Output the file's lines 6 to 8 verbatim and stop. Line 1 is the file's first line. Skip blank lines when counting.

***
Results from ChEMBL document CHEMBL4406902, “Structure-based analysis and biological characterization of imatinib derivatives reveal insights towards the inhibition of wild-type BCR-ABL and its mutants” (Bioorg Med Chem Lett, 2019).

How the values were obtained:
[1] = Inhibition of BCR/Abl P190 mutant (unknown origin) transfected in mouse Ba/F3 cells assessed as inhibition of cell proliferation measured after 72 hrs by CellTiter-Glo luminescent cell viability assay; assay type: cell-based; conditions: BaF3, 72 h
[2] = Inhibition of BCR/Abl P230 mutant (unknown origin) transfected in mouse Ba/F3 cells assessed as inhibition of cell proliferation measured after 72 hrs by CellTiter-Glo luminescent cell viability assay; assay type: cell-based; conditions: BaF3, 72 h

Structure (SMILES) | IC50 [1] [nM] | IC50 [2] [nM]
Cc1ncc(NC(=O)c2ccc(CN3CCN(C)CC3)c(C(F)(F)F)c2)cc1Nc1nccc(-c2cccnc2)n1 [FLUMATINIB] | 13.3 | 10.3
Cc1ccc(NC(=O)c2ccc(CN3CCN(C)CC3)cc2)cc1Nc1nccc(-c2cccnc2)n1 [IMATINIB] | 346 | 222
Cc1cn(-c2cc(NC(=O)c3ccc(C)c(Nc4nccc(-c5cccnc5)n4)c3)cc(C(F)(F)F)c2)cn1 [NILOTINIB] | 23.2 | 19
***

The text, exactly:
Cc1ncc(NC(=O)c2ccc(CN3CCN(C)CC3)c(C(F)(F)F)c2)cc1Nc1nccc(-c2cccnc2)n1 [FLUMATINIB] | 13.3 | 10.3
Cc1ccc(NC(=O)c2ccc(CN3CCN(C)CC3)cc2)cc1Nc1nccc(-c2cccnc2)n1 [IMATINIB] | 346 | 222
Cc1cn(-c2cc(NC(=O)c3ccc(C)c(Nc4nccc(-c5cccnc5)n4)c3)cc(C(F)(F)F)c2)cn1 [NILOTINIB] | 23.2 | 19